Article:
There are noticeable disparities in the prevalence of disability between black and white adults and children, and according to a study by P Newacheck and colleagues, this is owed to the increased exposure to poverty faced by the black population. Black children and those whose family incomes stand at less than 150% of national poverty levels are more likely to be in poor health, though as a whole, poverty has a stronger effect on disability than race. People from black and minority ethnic communities need better advocacy. Research undertaken by the Race Equality Foundation shows that many people with disabilities face ‘double discrimination’ when accessing public services. Even the idea of advocacy, the foundation found, is not fully understood or easily translatable for black and minority ethnic communities.
Disabilities Which Are Higher Among Black And Minority Ethnic Communities
For those who are disabled, access to public services, resources and advice are key, in some cases, from the time of birth. Cerebral palsy, for instance, which can occur because of medical error or negligence, is more prevalent in black children compared to other groups. Cerebral palsy and medical malpractice go hand in hand when doctors fail to do C-sections on time, they use excessive pressure on the baby’s head or neck during delivery, and/or commit other errors. Treatment for different types of cerebral palsy can be costly, and parents often have to serve as full-time carers. If negligence has taken place, it is important for parents to receive sound legal advice so they can pursue damages if they are entitled to do so. Often, however, challenges when accessing public services can lead to delays or complete obstacles in terms of receiving vital aid.
Challenges Faced By Black And Minority Ethnic Communities When Accessing Public Services
The Race Equality Foundation has found that issues faced by people with learning disabilities from black and minority ethnic communities include lack of accessible information regarding disabilities and available support services, stereotyping, lack of social support from communities, difficulty understanding relevant rules, and lack of culturally appropriate services. Such is the extent of the problem that less than 25% of people with learning disabilities from black and minority ethnic communities are known to social services. Mainstream advocacy services such as social care and health services are subject to barriers such as racism and the lack of minorities among policymakers. People from minority groups who have disabilities may not have a clear concept of what advocacy services can do for them, indicating that service providers need to describe the services they offer in a more culturally appropriate way.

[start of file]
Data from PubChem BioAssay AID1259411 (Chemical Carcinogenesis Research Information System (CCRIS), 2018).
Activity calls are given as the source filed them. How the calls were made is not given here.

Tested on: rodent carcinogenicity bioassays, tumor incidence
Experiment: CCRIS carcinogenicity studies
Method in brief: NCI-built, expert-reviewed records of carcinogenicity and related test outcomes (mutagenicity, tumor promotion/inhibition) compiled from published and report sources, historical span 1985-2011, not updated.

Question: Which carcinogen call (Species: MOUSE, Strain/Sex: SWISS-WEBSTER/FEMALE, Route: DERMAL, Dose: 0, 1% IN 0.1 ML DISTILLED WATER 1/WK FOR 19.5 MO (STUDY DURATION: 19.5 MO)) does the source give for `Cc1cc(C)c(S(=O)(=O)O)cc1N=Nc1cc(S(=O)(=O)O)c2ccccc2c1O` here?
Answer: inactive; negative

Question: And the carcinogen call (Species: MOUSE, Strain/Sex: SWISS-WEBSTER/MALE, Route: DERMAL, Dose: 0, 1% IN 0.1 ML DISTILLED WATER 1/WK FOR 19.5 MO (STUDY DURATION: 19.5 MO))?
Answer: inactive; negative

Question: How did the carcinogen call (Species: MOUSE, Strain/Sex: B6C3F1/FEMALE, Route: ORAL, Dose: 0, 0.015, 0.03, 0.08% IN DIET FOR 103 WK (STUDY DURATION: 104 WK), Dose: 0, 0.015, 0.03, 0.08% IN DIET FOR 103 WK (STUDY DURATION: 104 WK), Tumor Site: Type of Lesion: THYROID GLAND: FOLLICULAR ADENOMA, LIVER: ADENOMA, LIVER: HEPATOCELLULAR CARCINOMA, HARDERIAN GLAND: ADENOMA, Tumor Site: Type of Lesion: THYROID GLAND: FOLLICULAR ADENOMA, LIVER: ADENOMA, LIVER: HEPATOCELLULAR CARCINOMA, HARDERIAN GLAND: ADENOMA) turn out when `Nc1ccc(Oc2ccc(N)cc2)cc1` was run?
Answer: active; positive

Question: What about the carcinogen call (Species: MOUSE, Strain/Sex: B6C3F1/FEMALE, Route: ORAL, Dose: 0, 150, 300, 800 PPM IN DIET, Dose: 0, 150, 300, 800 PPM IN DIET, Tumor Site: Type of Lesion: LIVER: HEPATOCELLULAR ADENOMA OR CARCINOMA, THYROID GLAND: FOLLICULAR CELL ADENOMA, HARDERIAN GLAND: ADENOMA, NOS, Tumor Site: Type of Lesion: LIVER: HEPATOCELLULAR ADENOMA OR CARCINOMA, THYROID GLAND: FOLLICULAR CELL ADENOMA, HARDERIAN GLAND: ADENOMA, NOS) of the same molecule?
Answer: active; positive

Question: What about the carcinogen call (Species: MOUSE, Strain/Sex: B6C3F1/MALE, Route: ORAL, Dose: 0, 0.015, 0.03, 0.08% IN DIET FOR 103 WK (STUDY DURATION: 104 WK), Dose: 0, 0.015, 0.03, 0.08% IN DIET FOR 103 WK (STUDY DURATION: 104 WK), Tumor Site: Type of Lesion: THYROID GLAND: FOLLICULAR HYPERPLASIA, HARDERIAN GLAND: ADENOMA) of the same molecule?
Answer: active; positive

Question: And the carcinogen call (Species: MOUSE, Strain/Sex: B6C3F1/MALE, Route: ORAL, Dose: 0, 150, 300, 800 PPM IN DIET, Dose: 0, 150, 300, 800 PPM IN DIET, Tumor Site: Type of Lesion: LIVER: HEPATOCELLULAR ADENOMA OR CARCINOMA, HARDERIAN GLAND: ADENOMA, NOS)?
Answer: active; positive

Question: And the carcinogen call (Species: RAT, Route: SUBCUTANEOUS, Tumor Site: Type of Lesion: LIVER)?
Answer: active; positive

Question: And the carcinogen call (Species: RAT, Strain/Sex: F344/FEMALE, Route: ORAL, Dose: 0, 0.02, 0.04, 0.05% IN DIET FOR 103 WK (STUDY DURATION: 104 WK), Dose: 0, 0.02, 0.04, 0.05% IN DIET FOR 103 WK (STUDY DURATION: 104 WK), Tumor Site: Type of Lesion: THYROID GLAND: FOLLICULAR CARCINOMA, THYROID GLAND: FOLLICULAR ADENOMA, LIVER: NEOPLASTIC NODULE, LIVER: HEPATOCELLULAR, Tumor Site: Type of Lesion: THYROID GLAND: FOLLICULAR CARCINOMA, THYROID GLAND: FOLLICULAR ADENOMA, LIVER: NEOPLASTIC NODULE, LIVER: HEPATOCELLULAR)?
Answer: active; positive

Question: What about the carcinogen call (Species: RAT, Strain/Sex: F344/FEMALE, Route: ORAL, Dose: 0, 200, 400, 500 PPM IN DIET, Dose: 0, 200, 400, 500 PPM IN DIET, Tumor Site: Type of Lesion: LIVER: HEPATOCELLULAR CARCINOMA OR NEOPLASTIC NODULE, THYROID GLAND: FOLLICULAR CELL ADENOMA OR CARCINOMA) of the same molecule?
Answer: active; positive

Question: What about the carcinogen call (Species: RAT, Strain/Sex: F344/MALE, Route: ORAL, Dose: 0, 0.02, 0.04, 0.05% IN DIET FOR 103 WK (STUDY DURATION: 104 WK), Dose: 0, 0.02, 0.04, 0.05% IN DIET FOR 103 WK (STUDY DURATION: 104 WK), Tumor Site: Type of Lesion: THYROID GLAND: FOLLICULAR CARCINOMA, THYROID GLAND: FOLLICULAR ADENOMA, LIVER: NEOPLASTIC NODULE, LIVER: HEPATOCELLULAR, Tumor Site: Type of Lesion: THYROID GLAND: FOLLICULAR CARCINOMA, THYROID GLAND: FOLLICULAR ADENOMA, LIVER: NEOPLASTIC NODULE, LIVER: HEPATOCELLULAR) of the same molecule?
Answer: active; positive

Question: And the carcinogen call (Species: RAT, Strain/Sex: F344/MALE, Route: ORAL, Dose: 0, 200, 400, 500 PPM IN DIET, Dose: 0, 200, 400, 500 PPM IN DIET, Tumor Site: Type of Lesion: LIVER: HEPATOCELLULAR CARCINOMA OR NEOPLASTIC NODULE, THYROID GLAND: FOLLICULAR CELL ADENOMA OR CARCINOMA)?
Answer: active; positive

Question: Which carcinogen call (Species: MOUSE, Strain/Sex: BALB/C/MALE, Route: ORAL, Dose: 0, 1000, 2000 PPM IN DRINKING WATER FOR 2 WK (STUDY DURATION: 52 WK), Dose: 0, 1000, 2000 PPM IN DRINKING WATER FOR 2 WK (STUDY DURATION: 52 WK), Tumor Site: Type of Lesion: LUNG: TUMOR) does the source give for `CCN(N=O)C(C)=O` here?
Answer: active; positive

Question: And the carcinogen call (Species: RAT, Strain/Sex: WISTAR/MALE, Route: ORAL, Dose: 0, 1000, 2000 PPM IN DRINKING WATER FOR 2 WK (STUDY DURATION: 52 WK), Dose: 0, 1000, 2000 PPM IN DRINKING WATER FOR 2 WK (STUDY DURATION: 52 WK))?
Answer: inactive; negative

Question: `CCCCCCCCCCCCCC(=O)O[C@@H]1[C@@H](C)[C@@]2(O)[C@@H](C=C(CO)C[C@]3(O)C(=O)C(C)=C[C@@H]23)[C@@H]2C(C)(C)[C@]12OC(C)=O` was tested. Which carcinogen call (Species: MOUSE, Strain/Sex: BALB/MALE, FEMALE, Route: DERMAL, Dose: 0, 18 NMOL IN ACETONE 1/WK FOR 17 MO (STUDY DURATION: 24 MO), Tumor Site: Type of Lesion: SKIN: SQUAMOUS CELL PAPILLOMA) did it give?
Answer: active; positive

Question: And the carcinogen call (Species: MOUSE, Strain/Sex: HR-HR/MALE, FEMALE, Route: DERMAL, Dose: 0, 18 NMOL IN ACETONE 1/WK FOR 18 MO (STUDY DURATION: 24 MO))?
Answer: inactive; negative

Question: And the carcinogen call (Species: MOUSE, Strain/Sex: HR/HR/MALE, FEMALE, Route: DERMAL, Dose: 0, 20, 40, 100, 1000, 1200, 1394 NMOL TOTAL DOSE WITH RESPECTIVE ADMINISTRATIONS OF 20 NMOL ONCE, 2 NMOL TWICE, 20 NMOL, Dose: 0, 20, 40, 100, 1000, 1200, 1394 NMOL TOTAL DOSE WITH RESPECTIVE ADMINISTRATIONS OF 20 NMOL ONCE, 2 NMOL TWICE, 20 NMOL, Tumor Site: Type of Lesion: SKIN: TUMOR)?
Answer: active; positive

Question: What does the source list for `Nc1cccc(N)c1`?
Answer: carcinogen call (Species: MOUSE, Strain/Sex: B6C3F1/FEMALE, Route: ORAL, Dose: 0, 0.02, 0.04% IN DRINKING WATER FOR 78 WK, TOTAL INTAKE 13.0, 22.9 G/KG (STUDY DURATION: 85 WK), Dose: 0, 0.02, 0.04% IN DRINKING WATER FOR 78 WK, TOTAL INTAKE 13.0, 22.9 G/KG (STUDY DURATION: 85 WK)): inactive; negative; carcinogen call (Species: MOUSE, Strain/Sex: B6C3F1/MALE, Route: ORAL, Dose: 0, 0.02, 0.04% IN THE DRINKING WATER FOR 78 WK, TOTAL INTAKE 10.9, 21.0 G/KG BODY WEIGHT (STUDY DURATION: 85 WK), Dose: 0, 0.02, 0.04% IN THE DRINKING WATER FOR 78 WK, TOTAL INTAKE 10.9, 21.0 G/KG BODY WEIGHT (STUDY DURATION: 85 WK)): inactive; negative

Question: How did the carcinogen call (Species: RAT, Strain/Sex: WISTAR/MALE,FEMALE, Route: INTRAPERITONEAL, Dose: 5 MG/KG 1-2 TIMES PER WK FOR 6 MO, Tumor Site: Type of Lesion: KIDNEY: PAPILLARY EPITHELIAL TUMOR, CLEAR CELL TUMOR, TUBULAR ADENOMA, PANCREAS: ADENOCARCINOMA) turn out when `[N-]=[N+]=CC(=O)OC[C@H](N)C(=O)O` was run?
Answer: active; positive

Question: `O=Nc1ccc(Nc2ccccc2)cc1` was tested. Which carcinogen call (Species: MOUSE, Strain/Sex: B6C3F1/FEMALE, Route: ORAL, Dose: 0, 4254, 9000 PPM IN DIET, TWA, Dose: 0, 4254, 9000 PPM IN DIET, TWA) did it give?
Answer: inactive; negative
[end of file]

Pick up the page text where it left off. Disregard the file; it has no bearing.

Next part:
Developing Cultural Knowledge Is Key For Advocacy Service Providers
The Race Equality Foundation argues that advocacy service providers should develop a deeper cultural knowledge of the people they are serving in order to avoid stereotyping individuals. As found in research by Mirza and colleagues, respite care services are sometimes not offered to South Asian carers of people with disabilities because of the stereotype that people from this cultural background always serve as carers for loved ones in need. Language needs should also be catered for, and information should be made available in culturally appropriate locations. Interpreters should be made available if necessary to promote better communication, considering the fact that many health and social service providers are increasingly interacting with people who may have a limited knowledge of the English language.
A deeper cultural understanding should be fostered among these providers, and interpreters should be provided where necessary. Any information drafted to aid disabled persons should be left in places where the target market is bound to come across it. Finally, providers should be made aware of negative stereotypes that can stand in the way of those with disabilities getting the help they need.